So, as you said “Why not say we emphasize both!” is perfectly good.

    :-)

  17. fatherstephen says:

    Prometheus,
    Pace! Dino said it pretty well. In the article itself, my argument is not from a grammatical point (though I see how someone could think that). I’m sorry that I introduced grammatical conversation in the comments.

    But, as Dino noted, It’s the “fact, fact, fact” that is my point. It is the treatment of the resurrection as a mere historical artifact, rather than a transcending Reality that captivates all reality (including time).

    The liturgical celebration of Christ’s Pascha is decidedly present tense – in a liturgical now. This runs throughout every liturgy, and especially through Pascha.

    Truth, told, the Western liturgies with which I’m familiar (Anglican and Roman) do the same thing. The Exultet hymn used by both is very powerfully present tense.

    “This is the night when you delivered our fathers from the Red Sea, etc.”

    Sorry if any of this has produced consternation. May Christ rise in our grammar.

  18. Michael Bauman says:

    Frankly, whatever the grammar in English or Greek or Russian or Arabic all that matters is that Christ is Risen!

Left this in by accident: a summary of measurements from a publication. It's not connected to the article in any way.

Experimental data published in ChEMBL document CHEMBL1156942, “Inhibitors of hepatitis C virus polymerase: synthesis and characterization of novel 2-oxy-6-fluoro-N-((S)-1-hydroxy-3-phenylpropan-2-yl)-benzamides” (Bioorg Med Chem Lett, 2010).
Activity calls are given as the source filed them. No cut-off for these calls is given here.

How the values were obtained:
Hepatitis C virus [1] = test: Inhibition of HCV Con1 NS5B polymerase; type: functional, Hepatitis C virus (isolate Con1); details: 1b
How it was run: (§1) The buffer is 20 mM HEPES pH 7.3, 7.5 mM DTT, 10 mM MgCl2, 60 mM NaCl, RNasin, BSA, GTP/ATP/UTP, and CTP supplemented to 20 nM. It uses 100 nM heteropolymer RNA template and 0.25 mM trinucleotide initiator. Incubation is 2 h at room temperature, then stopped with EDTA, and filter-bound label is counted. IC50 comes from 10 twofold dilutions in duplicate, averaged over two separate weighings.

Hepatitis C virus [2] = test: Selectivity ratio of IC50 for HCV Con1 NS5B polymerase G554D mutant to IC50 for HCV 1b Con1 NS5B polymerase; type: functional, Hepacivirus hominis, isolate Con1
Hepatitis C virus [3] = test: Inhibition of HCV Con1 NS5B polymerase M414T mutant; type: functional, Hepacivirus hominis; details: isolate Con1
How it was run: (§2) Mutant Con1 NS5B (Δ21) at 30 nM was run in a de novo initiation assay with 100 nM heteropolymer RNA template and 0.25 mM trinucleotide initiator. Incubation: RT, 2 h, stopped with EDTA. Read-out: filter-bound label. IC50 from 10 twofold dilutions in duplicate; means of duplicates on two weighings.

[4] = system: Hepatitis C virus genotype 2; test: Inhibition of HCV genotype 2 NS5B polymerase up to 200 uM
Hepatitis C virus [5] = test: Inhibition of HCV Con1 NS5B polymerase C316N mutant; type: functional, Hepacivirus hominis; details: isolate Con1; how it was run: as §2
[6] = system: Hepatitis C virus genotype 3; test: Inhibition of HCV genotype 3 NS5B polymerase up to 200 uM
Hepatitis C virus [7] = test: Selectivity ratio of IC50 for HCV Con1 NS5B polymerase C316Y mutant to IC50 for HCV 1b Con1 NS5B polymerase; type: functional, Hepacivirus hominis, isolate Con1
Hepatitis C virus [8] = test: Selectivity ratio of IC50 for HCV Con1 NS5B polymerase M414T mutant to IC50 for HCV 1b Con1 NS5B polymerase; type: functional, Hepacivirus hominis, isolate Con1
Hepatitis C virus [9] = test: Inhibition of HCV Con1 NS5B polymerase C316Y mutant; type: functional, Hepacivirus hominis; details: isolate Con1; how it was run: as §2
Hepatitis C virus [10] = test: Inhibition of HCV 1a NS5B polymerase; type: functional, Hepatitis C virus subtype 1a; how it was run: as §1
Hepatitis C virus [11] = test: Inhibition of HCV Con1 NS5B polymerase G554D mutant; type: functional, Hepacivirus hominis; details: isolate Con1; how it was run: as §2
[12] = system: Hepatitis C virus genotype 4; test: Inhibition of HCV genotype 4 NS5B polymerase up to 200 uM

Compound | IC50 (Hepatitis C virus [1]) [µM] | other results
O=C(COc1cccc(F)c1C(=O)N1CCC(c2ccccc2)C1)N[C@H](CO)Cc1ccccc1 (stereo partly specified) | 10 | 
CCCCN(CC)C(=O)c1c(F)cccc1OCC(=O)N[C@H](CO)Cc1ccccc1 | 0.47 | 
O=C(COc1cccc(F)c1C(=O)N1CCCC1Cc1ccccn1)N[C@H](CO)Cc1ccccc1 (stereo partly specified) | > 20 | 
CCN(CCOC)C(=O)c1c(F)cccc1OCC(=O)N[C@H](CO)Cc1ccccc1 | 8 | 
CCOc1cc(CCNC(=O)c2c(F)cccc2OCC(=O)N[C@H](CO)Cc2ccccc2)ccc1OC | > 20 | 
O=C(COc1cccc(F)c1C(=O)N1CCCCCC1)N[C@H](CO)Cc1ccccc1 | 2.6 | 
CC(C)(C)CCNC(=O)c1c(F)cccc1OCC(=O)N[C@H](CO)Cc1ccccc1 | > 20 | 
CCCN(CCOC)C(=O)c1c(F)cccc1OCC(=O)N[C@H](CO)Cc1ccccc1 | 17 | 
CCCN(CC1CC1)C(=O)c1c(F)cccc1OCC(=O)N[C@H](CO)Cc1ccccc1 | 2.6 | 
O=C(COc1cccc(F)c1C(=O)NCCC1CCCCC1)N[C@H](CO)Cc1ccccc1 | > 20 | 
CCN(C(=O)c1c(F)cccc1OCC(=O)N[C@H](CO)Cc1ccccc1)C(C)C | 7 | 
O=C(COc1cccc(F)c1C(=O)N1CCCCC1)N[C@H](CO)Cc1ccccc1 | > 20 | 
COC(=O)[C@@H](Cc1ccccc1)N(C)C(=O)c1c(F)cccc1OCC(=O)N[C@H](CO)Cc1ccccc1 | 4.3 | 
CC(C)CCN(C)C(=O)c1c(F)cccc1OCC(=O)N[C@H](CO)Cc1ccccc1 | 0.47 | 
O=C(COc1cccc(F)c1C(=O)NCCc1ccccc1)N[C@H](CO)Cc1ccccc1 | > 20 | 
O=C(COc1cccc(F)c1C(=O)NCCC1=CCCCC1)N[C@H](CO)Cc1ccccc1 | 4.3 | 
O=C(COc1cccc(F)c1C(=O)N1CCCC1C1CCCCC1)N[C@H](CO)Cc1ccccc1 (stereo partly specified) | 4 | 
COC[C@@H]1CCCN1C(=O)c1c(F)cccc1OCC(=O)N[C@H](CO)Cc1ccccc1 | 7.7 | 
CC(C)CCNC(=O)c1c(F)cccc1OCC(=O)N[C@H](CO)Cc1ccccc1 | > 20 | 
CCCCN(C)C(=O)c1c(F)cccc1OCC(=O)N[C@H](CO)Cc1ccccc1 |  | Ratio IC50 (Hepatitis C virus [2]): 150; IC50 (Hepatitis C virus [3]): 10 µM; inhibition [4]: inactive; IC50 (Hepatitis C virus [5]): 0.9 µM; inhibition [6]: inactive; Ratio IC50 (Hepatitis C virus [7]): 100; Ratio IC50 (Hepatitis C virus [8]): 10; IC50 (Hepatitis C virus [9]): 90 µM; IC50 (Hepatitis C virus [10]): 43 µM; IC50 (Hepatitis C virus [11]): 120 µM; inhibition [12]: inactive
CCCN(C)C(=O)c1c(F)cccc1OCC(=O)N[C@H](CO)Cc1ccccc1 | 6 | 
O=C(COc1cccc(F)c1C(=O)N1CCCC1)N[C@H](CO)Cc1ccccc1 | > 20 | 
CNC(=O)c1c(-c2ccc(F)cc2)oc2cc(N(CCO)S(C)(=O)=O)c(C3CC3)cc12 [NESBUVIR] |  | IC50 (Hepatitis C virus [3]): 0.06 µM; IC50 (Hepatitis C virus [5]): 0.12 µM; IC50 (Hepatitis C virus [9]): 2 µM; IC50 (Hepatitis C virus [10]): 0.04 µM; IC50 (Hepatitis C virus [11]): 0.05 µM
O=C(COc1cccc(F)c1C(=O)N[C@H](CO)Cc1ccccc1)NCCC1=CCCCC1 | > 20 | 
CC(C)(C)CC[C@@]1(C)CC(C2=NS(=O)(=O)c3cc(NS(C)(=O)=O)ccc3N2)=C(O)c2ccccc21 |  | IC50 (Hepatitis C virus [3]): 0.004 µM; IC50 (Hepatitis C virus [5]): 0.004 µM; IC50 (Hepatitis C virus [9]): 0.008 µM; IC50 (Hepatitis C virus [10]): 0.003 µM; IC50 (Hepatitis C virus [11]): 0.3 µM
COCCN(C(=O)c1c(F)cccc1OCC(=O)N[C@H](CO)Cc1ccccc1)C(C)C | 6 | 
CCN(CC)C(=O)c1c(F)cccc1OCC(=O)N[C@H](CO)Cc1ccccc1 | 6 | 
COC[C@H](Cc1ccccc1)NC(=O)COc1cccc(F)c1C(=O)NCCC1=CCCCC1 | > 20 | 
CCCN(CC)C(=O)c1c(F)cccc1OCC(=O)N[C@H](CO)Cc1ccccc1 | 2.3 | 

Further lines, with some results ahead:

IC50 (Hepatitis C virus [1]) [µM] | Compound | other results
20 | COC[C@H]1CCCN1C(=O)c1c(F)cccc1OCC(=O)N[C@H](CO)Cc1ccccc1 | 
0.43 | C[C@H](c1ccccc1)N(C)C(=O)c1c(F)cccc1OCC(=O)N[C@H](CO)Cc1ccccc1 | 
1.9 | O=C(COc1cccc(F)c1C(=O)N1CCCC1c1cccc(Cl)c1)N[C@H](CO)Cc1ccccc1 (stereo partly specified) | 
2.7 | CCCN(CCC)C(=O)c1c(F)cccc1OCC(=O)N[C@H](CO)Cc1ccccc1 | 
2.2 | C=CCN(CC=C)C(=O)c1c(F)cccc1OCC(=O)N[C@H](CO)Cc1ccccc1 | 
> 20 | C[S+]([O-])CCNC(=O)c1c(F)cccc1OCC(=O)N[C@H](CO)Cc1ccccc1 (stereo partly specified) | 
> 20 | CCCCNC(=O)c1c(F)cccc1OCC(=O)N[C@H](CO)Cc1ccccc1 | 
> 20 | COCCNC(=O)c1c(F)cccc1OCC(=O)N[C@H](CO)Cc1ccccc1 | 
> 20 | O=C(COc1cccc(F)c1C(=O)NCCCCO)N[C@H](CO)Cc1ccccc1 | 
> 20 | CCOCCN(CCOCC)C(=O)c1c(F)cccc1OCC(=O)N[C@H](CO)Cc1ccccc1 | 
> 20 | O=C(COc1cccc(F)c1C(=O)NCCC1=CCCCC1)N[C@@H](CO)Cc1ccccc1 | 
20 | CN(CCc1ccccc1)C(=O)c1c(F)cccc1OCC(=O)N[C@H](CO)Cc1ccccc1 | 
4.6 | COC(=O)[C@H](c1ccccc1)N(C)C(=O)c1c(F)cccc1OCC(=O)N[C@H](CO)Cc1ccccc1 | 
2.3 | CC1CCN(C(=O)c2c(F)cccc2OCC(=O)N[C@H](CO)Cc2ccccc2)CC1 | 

All that matters it the we let go of our rationalistic mind sufficiently to enter into the reality of His Resurrection so that it can become one’s own.

  19. mary benton says:

    Languages (all of them) will always be inadequate to express the truth of Christ as Resurrection.

    We human beings tend to conceive of life as a linear history, with a past, present and a future – because that is how we experience it in our current state.

    But certainly we who believe do not limit our vision of God to this same level. The great saints who drew very close to God in this lifetime were able to know things that had not happened yet in time. How could this be if “our time” is all that there is?

    (Also others, not known to be saints, from a variety of cultures and religions, have had similar glimpses of time in which past, present, future as we know them are all one – as in near death experiences, pre-cognition, etc. For reasons known only to God, humanity is given these more secular glimpses into a knowledge that all is not as it appears in our linear day-to-day existence.)

    Thus, your point, Fr. Stephen, is very well made. Part of the “modern project” is that our most holy days (Pascha, Christmas) become reduced to cultural holidays – as if all we are doing is commemorating some nice PAST event. Resurrection as past event is meaningless – as demonstrated by the contrast between the raising of Lazarus and Jesus as Resurrection itself.